Now we want to get the kids to get more involved in the details, which include wait times, travel times and the awareness of crowds. Depending on your child’s ability to use Google Maps and/or your allowance of them being on the internet, here are a few activities you can give them. If you don’t want them using a computer, give them general travel times listed below and have them figure things out.

  1. Use Google Maps and have them discover how long it takes to fly or drive to Orlando. If you’re flying, figure out the time it takes to drive to the airport. Have them figure out when the family needs to wake up and be out the door. Then have them figure out how much time is left in the day once you land and arrive at the resort.
  2. Have them look up average wait times or the popularity of all the rides they want to go on and ask them what part of the day and what order is best to go on them. Make them part of the process in determining FastPass+ selections.
  3. Use Google Maps and have them explore an aerial view of the resort and the parks. Have them figure out how long it takes a bus to get to and from the parks and when the family needs to wake up each day to get to the parks.
  4. Show them how to use Google Maps in street view so they can walk through the parks and explore them on their own.

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Eleven and older

Now you can finally bring your kids into the planning process with details. Have them look for flights, assist in finding hard-to-get ADRs, look up restaurant reviews and plan out where your family will want to eat.



  1. Depending on where you are in the planning process and how comfortable you are in sharing the financial end of things, have your kids help look for good deals on flights or look through different package offerings on the Disney website. Bring them in at the very beginning of the planning process; have them do it with you so they have some ownership of the whole vacation.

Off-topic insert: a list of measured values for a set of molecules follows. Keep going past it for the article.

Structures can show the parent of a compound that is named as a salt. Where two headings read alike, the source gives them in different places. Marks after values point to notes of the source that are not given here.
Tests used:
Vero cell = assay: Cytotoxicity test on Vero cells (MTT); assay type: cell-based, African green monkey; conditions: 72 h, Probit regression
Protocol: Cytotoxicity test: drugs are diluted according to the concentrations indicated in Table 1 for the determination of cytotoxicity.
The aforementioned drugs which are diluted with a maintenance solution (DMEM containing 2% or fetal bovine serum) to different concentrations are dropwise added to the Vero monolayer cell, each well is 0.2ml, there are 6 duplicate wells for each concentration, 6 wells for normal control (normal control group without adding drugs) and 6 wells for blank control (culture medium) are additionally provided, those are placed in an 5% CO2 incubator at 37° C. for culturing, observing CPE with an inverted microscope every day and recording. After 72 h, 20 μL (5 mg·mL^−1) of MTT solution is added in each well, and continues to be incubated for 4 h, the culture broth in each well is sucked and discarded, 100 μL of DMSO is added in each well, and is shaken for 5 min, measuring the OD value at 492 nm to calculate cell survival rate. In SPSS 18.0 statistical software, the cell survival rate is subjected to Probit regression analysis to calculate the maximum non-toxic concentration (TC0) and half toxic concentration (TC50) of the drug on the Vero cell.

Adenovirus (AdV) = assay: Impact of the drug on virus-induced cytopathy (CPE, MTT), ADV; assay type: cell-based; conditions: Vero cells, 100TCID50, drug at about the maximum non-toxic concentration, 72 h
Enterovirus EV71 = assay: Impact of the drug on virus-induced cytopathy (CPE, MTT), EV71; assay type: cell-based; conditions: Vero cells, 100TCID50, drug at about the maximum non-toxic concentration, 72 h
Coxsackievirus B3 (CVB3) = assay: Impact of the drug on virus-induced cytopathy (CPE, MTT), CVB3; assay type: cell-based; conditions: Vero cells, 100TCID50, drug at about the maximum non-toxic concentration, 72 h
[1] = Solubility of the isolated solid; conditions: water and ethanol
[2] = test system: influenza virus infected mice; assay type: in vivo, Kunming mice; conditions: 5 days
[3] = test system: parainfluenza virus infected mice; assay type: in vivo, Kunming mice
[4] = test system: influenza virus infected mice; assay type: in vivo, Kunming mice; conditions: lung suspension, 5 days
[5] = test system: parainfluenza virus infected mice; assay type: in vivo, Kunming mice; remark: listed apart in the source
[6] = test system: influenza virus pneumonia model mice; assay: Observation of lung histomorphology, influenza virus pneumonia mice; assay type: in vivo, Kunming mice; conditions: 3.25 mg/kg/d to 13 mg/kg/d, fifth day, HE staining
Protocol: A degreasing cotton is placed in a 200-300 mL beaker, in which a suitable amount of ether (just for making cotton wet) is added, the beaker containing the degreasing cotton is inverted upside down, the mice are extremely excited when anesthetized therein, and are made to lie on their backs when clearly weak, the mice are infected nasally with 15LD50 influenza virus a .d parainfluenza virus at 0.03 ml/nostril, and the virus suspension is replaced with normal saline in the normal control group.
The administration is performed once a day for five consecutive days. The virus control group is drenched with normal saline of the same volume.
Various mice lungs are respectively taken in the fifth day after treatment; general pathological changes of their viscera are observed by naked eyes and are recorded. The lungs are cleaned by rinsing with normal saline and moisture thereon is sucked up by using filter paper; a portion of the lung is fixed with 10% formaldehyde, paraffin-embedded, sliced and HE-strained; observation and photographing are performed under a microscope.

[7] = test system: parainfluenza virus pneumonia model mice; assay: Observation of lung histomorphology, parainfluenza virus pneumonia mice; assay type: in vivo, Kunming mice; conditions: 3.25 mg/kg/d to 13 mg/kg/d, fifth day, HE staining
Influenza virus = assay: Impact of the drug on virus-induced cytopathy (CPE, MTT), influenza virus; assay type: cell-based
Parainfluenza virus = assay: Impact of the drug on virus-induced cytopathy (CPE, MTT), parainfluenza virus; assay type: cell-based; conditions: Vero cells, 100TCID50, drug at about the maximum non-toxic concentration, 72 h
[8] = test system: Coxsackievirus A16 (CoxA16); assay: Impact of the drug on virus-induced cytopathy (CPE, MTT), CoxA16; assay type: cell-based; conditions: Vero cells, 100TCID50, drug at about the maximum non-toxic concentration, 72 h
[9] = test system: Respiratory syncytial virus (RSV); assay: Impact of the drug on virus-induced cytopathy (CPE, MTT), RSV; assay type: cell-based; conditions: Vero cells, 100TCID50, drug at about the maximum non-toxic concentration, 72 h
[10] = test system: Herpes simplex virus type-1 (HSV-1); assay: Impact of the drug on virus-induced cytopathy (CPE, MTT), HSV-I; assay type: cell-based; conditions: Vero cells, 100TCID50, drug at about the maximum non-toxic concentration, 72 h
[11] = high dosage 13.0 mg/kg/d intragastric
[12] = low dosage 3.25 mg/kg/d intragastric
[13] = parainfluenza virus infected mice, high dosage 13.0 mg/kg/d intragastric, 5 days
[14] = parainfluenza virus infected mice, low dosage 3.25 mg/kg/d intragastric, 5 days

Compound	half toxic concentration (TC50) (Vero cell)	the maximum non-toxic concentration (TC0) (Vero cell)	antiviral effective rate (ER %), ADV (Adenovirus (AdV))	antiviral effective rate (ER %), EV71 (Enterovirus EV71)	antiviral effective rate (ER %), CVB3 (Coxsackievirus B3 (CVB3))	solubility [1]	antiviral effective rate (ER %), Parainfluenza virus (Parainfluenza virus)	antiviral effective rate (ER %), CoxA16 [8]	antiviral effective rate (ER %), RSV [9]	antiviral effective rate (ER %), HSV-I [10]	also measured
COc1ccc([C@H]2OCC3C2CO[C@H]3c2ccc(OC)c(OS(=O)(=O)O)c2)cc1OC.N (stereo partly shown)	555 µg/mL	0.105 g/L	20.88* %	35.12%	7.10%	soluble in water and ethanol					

2. Show them how to use the My Disney Experience app and look for openings for ADRs that you couldn’t get.
  3. Have them select a few restaurants they want to go to and incorporate them into your plans.
  4. Have them coordinate FastPass+ times, show times, and firework times. Give them a copy of your spreadsheet/calendar for them to manipulate and compare them once a week.

There are many other ideas out there and these are only a few, but our goal is to give our kids different ways to be excited about your Walt Disney World vacation. The larger the sense of ownership your kids have of the vacation, the more they will be engaged. If you bring them into this process, the older they get the more awareness and appreciation they will have of what it takes to plan a great trip. You’ll also be teaching them valuable skills, like the awareness of time and it’s management, logistics and an appreciation of the cost.

Ultimately, it’s just another family activity that will bring you all closer together.

 

Top Image: Disney





*The information contained in this article represents the opinion of the author, and not necessarily the opinion of the DIS.